School of Law displays ‘Women in Black: Portraits of Female Judges of Connecticut’

November 01, 2023

A group of women stand in front of a School of Law exhibit of women judges in Connecticut

Members of the state’s legal community gathered at Quinnipiac School of Law to celebrate “Women in Black: Portraits of Female Judges of Connecticut,” a striking visual statement on the presence of women on the state and federal bench.

The historic portrait collection is now on permanent display on the walls of the student lounge above the School of Law Library. Over 20 years in the making, done in black and white film and digital color, the exhibit is part of the History of Connecticut Women in the Legal Profession project sponsored by the Connecticut Bar Foundation.

The extensive series features portraits of past and present trailblazers, thought leaders and public servants comprising Connecticut’s remarkable women judges, said Judge Victoria Woodin Chavey, board president of the Connecticut Bar Foundation.

School of Law Dean Jennifer Brown welcomed many honored guests among the celebratory crowd during an evening reception hosted by Quinnipiac’s School of Law at the North Haven Campus on October 25.

“It is particularly exciting for me tonight to have the legal community gathered in our building to see this and to enjoy it with us,” said Brown. “It is just such a thrill for us to have these portraits on our walls, and to be able to display the incredible legacy and the talent of women judges in the state of Connecticut.”

Many of the judges in the exhibit are Quinnipiac School of Law alumnae faculty members or members of the Dean’s Advisory Board, including Judge Angela C. Robinson (Ret.).

Robinson, a Waring and Carmen Partridge Faculty Fellow at Quinnipiac’s School of Law, said she was honored to be among the women justices in the series and is fortunate to frequent the exhibit as a visiting professor.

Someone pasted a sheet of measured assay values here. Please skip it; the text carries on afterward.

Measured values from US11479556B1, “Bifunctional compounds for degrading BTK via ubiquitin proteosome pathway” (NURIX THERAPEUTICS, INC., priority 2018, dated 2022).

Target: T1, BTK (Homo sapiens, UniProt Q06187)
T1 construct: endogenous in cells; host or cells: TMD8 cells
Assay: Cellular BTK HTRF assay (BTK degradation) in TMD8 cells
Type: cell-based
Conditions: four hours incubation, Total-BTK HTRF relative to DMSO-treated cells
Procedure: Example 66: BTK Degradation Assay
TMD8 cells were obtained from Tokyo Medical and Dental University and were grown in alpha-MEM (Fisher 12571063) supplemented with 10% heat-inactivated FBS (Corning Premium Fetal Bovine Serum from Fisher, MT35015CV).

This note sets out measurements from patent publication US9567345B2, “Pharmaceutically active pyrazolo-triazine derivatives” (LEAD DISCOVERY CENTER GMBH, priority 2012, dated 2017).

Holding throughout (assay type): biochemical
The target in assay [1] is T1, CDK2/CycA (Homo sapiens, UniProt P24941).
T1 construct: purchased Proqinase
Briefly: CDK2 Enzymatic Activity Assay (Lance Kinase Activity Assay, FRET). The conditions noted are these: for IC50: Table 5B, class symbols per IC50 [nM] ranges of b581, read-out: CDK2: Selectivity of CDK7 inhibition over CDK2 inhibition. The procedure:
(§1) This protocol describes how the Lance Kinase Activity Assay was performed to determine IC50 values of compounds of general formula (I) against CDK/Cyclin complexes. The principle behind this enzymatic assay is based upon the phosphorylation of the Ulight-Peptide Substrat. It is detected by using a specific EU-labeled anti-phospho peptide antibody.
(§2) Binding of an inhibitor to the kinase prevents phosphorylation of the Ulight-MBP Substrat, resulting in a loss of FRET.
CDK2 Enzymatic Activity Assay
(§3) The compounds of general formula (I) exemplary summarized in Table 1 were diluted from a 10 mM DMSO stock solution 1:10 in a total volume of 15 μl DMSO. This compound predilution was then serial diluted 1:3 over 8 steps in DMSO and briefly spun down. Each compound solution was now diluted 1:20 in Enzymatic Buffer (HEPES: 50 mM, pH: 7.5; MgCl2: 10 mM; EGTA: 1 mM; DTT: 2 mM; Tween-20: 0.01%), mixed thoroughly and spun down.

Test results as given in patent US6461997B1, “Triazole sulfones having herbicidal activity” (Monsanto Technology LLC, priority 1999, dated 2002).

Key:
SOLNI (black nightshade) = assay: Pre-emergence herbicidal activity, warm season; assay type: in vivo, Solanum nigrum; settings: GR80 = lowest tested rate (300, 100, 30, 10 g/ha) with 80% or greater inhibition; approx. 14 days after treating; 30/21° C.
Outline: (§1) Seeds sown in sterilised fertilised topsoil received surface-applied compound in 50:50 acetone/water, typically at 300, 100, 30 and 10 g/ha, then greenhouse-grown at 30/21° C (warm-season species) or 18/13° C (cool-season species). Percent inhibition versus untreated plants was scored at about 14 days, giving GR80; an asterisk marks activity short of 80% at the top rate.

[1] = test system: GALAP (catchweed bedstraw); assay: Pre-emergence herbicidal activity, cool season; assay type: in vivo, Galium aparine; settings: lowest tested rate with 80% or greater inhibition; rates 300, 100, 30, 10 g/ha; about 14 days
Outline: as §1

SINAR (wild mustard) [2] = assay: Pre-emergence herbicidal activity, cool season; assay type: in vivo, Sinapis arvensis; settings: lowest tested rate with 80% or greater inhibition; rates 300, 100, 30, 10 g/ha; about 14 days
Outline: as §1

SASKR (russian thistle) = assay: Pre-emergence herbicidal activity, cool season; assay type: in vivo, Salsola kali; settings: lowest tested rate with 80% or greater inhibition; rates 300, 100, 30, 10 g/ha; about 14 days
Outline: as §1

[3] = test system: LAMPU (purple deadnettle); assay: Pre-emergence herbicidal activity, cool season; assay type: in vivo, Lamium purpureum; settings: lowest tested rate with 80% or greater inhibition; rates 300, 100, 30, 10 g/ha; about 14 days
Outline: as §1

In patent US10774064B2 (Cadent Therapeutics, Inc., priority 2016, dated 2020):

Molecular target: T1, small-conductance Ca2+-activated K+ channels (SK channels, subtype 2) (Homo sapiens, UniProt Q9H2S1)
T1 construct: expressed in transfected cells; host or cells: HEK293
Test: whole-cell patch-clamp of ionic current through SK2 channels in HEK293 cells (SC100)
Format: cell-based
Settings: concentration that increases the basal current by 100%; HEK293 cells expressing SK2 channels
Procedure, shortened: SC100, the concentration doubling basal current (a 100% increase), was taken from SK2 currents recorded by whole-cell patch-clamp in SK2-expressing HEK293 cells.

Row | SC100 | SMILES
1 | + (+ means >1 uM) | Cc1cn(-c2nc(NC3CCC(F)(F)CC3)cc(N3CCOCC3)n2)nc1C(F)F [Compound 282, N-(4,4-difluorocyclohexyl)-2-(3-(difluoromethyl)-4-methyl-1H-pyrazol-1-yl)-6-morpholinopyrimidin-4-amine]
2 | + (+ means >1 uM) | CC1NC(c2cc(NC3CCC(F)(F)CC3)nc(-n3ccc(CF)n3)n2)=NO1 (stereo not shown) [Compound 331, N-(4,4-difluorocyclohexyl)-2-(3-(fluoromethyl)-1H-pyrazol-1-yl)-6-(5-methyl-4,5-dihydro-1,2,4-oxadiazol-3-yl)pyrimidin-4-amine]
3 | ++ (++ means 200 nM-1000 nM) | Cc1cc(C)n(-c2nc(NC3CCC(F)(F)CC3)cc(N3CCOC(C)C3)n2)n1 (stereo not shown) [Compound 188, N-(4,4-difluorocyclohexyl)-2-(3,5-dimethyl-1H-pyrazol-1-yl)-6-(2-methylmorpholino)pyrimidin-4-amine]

“I don’t think I ever want to leave because I have been visiting for quite some time and it has been wonderful to be here,” said Robinson. “I have found a new community that is welcoming and supportive and believes in training the whole lawyer to represent the whole client.”

When appointed in 1998, Robinson said she was welcomed by the “sisterhood” of Connecticut’s women judges. Noting there were only three Black women judges in the state at the time, Robinson remarked on the growing numbers of Black, Asian, Latina and Native American women who have joined the bench in the years since.

“The breadth and the depth of the skills and talents that the women judges bring is amazing,” said Robinson. “Although a picture paints a thousand words, in my tradition growing up in the Baptist church, we said, ‘Let my deeds speak for me.’ And the deeds of all the women judges in Connecticut have spoken volumes, not only in their portraits but in how we have indelibly changed the bench for the better and demonstrated that diversity really makes us stronger.”

Chavey thanked Quinnipiac School of Law and Brown for providing the extraordinary exhibit space. She said the portrait reception was a night to be inspired by the women judges and legal giants featured in the photographs.

“This portrait series is an inspiration,” said Chavey. “It is a commemoration of where we’ve been, but it’s also looking to the future.”

Chavey will be among the next group of judges to be photographed for the series which represents hundreds of hours of work contributed by project photographer and attorney Isabel Chenoweth.

Collaborating and conversing with the judges helped balance each portrait to reveal the person whom the robe conceals, said Chenoweth.

“I appreciated everybody’s willingness to look for things that would make the portraits come alive, and I marveled at how different everybody’s journey has been to the bench,” said Chenoweth.

Chenoweth said it has been her privilege to work with all of the female judges in the exhibit, and she’s thankful to play a small role in documenting the important history of the changes in the court in Connecticut.

“Women, over these past 20 years, have not always had a narrow, straight path,” said Chenoweth. “It’s been circuitous and full of challenges and obstacles, and I’m not sure that generations coming through law school now will ever fully appreciate how difficult the road has been.”

Brown said each of the jurists commemorated by the exhibit will continue to inspire the Quinnipiac School of Law community and its students.

“I think they set such a great example,” said Brown. “It’s very inspiring for our students to see these judges on our walls.”


Stay in the Loop

Sign Up Now